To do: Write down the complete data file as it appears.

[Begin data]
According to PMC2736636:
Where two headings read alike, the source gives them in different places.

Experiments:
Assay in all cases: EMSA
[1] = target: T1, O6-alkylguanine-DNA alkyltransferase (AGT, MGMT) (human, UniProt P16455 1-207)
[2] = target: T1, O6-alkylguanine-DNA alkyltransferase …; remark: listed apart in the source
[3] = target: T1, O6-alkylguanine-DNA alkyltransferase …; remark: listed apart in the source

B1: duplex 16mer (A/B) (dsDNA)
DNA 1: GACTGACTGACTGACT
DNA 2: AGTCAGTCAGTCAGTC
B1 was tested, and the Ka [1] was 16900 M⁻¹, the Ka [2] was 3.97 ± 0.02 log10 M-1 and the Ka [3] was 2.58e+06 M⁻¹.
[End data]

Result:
According to PMC2736636:
Where two headings read alike, the source gives them in different places.

Experiments:
Assay in all cases: EMSA
[1] = target: T1, O6-alkylguanine-DNA alkyltransferase (AGT, MGMT) (human, UniProt P16455 1-207)
[2] = target: T1, O6-alkylguanine-DNA alkyltransferase …; remark: listed apart in the source
[3] = target: T1, O6-alkylguanine-DNA alkyltransferase …; remark: listed apart in the source

B1: duplex 16mer (A/B) (dsDNA)
DNA 1: GACTGACTGACTGACT
DNA 2: AGTCAGTCAGTCAGTC
B1 was tested, and the Ka [1] was 16900 M⁻¹, the Ka [2] was 3.97 ± 0.02 log10 M-1 and the Ka [3] was 2.58e+06 M⁻¹.